Ashley Li, Senior Solutions Consultant, Spend Radar.
With the debut of AmazonSupply, e-commerce giant Amazon.com Inc. finally made its move into the B2B marketplace on April 23. And being the huge fan that I am, I was thrilled.
The new Website offers a wide array of business and industrial items—from basic supplies like drill bits and automatic hand dryers to hard-to-find parts like laboratory centrifuges and miniature polyimide tubing.
While the Seattle-based Fortune 500 company is a brilliant example of supply chain management at its best with exceptional customer service practices, what does AmazonSupply mean to the business supply chain?
Unmasking its defining purpose
The Website is more than just new competition to industrial distributors and a threat to eProcurement solution providers—it could be as revolutionary as Amazon was to the book distribution industry a decade ago—or the later state of online retail.
Serving a broader purpose than just your typical online retailer, Amazon.com provides consumers with an easy and transparent shopping experience. The e-commerce platform survived the dot-com bust and has been more and more prosperous with a business model built around a market-changing customer value proposition and top-notch supply chain practice. And now, it gears to upend the staid business and industrial supply chain.
Upon launching, AmazonSupply already offers more than 500,000 items for business, industrial, scientific and commercial use—along with free shipping for orders of $50 or more; a 365-day return policy; business lines of credit; and a dedicated customer service center.
So is AmazonSupply going to be a “nightmare scenario” for eProcurement solution providers such as Ariba, SAP and Oracle—to name a few of the biggest players in the market? Yes it could, because it facilitates analytics, intelligence and control in the buying process, which are normally the selling points of e-procurement solutions. Some may argue that AmazonSupply is just another supplier of industrial and business supplies, but wasn’t Amazon “just another bookstore” about a decade ago? We have to think about what AmazonSupply could be in the long run rather than just looking at what it is right now.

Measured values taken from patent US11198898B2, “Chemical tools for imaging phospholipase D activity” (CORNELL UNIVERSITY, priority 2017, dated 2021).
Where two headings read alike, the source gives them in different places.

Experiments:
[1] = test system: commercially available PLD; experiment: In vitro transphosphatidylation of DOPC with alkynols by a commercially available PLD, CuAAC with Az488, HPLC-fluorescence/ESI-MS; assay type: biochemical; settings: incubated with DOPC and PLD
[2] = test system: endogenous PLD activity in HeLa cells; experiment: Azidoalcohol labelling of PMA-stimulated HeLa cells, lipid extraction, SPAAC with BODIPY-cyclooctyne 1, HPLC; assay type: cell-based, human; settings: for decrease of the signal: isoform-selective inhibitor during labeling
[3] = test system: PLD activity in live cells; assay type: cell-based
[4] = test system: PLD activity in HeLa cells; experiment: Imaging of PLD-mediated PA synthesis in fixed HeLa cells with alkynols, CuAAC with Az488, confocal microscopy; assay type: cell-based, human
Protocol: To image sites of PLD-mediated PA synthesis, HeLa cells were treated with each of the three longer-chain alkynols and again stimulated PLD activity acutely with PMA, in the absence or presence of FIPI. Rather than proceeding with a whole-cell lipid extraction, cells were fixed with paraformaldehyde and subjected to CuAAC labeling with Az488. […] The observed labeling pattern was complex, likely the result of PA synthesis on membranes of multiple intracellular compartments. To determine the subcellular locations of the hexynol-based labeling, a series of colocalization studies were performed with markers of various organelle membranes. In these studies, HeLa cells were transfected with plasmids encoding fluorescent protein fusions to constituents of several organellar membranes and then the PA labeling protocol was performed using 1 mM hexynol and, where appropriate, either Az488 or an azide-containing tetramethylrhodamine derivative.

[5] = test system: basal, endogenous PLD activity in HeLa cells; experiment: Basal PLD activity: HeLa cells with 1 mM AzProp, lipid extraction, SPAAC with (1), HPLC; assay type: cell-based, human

With its innovative spirit, Amazon can make almost anything happen as long as it decides to enter into a new market. Beyond making purchasing easier and information more transparent, AmazonSupply is offering business lines of credit and could potentially offer integrated MRO eProcurement management down the road. AmazonSupply probably doesn’t incur significant incremental costs to pull out and categorize clients’ spend data from its database. And it won’t be difficult to offer market intelligence and content management with Amazon’s massive commodity brokerage. Keep in mind that Amazon, after all, is an open platform-based market broker. It can continue to expand its territory and enter into more business markets such as office furniture, building maintenance, and fleet management services—you name it.
AmazonSupply: a precursor to the future
In the future, AmazonSupply could provide easily integrated supply chain management solutions—from financing to purchasing to category management and spend analysis. While it will take time to disrupt the business and industrial supply ecosystem, AmazonSupply beautifully alerts us to the changes that are on the horizon. Sooner or later, data integration will be replaced by true information orchestration and closed supplier networks will be substituted by open platform-based approaches.
So the real question left here is: How should we—spend and procurement solution providers—react? How should we acknowledge and digest this disruptive offer so we can still thrive in the upcoming new era and more importantly, better serve our clients along the way?
It’s time to do some real thinking. Changes happen every day and we need to think about how we can use them to our advantage before it is too late.
Ashley Li is the Senior Solutions Consultant for Chicago-based Spend Radar, a software technology company which addresses the challenges of spend analysis and spend management.